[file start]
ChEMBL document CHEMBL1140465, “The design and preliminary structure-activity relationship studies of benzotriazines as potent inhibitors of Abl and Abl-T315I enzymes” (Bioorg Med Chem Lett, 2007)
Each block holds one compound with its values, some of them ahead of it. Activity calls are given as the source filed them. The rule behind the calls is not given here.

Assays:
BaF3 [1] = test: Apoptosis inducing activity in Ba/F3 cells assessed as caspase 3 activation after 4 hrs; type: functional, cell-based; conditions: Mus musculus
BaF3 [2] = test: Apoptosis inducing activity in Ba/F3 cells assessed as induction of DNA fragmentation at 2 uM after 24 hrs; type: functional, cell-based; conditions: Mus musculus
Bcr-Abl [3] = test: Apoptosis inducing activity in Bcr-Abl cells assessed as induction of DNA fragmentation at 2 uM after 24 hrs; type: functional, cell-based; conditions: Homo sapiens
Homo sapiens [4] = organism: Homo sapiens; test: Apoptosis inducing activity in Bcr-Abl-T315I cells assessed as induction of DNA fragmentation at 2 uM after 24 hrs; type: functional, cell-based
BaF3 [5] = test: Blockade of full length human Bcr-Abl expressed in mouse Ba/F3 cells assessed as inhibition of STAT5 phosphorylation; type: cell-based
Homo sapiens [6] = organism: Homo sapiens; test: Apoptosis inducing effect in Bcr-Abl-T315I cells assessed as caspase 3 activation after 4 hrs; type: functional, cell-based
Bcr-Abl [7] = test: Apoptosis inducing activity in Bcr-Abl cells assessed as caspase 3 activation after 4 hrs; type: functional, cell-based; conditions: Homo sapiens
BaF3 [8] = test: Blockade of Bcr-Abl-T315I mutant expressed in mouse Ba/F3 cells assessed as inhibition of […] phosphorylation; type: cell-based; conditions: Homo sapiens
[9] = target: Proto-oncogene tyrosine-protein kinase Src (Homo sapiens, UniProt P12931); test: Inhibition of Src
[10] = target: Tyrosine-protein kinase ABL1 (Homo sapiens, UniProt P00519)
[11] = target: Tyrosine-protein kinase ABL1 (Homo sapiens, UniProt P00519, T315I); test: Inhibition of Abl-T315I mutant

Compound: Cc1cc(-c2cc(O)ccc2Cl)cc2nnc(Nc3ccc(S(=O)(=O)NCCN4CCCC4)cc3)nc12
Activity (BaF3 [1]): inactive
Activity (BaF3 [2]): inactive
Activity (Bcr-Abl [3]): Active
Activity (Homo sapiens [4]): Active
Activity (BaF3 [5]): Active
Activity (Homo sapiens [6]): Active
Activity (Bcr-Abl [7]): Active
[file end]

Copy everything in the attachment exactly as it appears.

ChEMBL document CHEMBL1140465, “The design and preliminary structure-activity relationship studies of benzotriazines as potent inhibitors of Abl and Abl-T315I enzymes” (Bioorg Med Chem Lett, 2007)
Each block holds one compound with its values, some of them ahead of it. Activity calls are given as the source filed them. The rule behind the calls is not given here.

Assays:
BaF3 [1] = test: Apoptosis inducing activity in Ba/F3 cells assessed as caspase 3 activation after 4 hrs; type: functional, cell-based; conditions: Mus musculus
BaF3 [2] = test: Apoptosis inducing activity in Ba/F3 cells assessed as induction of DNA fragmentation at 2 uM after 24 hrs; type: functional, cell-based; conditions: Mus musculus
Bcr-Abl [3] = test: Apoptosis inducing activity in Bcr-Abl cells assessed as induction of DNA fragmentation at 2 uM after 24 hrs; type: functional, cell-based; conditions: Homo sapiens
Homo sapiens [4] = organism: Homo sapiens; test: Apoptosis inducing activity in Bcr-Abl-T315I cells assessed as induction of DNA fragmentation at 2 uM after 24 hrs; type: functional, cell-based
BaF3 [5] = test: Blockade of full length human Bcr-Abl expressed in mouse Ba/F3 cells assessed as inhibition of STAT5 phosphorylation; type: cell-based
Homo sapiens [6] = organism: Homo sapiens; test: Apoptosis inducing effect in Bcr-Abl-T315I cells assessed as caspase 3 activation after 4 hrs; type: functional, cell-based
Bcr-Abl [7] = test: Apoptosis inducing activity in Bcr-Abl cells assessed as caspase 3 activation after 4 hrs; type: functional, cell-based; conditions: Homo sapiens
BaF3 [8] = test: Blockade of Bcr-Abl-T315I mutant expressed in mouse Ba/F3 cells assessed as inhibition of […] phosphorylation; type: cell-based; conditions: Homo sapiens
[9] = target: Proto-oncogene tyrosine-protein kinase Src (Homo sapiens, UniProt P12931); test: Inhibition of Src
[10] = target: Tyrosine-protein kinase ABL1 (Homo sapiens, UniProt P00519)
[11] = target: Tyrosine-protein kinase ABL1 (Homo sapiens, UniProt P00519, T315I); test: Inhibition of Abl-T315I mutant

Compound: Cc1cc(-c2cc(O)ccc2Cl)cc2nnc(Nc3ccc(S(=O)(=O)NCCN4CCCC4)cc3)nc12
Activity (BaF3 [1]): inactive
Activity (BaF3 [2]): inactive
Activity (Bcr-Abl [3]): Active
Activity (Homo sapiens [4]): Active
Activity (BaF3 [5]): Active
Activity (Homo sapiens [6]): Active
Activity (Bcr-Abl [7]): Active